Should Insurers Be Forced To Ignore Genetic Facts?

In a world where genetic testing is continually becoming more reliable and affordable, many people are wary of finding out their genetic makeup because they fear insurance companies will ask for the results. If your test shows that you are at high-risk for developing a disease, like Alzheimer’s, insurance companies may charge you higher premiums or may even decide that you pose too great a risk and turn down your application for coverage.

Federal law already bans health insurers from factoring in the results of genetic testing, but life, disability and long-term care insurers are still free to do so in most states. The New York Times hosted an online debate recently about whether these insurers should also be outlawed from considering this information when deciding what kind of coverage, if any, they can offer you.

Here’s my take:

1. Insurance companies, like any business, have the right to sell their products on their own terms. If Company A is offering coverage on terms you don’t find agreeable (e.g, that you must submit the results of any genetic testing you’ve had done), you are free to take your business elsewhere (according to the New York Times report I reference above, at least twelve insurers “ask no explicit questions about genetic testing”). But those who do find Company A’s terms acceptable should be left free to buy its policies — the government has no business interfering with this trade.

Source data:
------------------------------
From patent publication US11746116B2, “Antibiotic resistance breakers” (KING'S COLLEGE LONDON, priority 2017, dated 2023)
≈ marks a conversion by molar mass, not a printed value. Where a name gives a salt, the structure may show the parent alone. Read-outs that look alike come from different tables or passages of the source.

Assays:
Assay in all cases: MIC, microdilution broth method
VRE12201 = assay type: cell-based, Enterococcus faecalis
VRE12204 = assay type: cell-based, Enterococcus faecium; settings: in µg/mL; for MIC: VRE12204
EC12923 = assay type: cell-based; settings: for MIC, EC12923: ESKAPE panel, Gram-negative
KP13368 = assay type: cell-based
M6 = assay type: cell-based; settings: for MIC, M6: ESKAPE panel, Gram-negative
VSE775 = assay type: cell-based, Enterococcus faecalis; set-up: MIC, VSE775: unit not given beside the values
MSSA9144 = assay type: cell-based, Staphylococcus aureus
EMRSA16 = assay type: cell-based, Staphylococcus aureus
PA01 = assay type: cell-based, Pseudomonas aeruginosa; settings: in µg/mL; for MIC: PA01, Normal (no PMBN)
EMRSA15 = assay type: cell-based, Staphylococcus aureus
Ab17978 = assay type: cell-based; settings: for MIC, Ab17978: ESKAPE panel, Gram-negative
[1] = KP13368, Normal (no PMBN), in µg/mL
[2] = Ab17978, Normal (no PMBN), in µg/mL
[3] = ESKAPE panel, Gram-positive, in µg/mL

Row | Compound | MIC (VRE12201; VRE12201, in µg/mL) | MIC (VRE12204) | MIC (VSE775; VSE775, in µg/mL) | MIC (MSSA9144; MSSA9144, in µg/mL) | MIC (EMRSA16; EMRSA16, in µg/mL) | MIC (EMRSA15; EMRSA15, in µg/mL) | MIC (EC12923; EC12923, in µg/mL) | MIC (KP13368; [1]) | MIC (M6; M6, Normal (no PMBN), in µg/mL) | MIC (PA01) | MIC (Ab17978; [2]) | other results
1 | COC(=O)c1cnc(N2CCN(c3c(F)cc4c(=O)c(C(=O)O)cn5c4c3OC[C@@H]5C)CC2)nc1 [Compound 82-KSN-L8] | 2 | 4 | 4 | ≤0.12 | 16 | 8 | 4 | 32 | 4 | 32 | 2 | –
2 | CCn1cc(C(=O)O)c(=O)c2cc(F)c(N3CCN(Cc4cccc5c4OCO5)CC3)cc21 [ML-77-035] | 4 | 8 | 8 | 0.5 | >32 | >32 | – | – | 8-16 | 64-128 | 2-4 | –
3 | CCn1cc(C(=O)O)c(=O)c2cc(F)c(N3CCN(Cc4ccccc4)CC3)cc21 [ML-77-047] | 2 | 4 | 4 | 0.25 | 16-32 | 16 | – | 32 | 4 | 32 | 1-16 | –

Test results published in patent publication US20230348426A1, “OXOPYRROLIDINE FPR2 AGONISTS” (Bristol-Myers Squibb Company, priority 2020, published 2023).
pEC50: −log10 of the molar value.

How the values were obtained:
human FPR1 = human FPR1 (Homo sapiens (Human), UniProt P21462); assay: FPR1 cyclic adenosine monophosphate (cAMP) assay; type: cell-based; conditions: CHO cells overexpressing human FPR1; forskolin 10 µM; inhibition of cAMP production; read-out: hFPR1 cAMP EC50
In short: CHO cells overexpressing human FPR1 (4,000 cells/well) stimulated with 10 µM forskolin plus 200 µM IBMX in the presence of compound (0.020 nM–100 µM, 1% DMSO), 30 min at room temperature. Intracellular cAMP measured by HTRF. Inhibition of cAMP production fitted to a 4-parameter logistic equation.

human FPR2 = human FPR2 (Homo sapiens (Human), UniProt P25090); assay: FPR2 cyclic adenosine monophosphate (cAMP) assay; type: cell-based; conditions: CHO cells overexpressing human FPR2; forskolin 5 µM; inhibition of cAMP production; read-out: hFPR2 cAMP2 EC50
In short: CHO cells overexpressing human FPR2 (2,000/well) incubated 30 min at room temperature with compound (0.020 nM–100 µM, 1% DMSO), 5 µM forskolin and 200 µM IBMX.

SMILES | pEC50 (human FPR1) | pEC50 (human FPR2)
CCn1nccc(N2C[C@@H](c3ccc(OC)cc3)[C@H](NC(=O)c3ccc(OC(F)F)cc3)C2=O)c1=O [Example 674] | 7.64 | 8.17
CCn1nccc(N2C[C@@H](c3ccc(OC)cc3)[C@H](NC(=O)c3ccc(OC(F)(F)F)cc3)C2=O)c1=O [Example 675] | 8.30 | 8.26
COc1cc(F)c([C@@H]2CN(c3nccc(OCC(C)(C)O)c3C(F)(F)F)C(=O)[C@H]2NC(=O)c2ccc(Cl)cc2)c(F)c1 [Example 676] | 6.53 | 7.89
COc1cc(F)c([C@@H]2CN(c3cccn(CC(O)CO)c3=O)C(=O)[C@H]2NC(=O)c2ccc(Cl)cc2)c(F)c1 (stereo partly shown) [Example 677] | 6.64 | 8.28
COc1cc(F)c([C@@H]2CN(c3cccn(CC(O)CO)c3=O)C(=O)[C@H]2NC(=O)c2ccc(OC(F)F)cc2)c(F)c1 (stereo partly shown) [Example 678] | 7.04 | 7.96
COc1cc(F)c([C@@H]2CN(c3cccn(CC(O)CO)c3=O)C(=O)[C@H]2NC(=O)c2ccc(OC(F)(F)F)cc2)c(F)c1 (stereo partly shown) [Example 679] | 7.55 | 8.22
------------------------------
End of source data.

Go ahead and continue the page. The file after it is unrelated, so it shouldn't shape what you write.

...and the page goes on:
2. It’s a fact that certain people, due to their genetic makeup, are more likely to develop certain medical conditions than others. Forcing insurers to turn a blind eye to this reality just means that they can’t charge these individuals for the higher medical costs they will incur. As a result, lower-risk individuals will be required to pick up the bill.

For example, as I’ve previously written, people who test positive for genetic markers suggesting they’ll develop Alzheimer’s in old age are 50% more likely to enter nursing homes, which long-term care insurers must pay for. If insurers are forbidden from charging these individuals higher premiums, those less likely to develop the disease will be forced to pay higher premiums to make up the costs.

The government shouldn’t be forcing people to foot the medical bills of others.
As I detailed in a paper earlier this year, government regulations already distort health insurance in many ways for this purpose, and the result has been the destruction of this market. (No, insurance is
not inherently a scheme by which people subsidize the expenses of others. The purpose of insurance is to manage your individual risk. Regulation has turned insurance in certain markets, like health care, into a tool for the government’s wealth redistribution schemes.)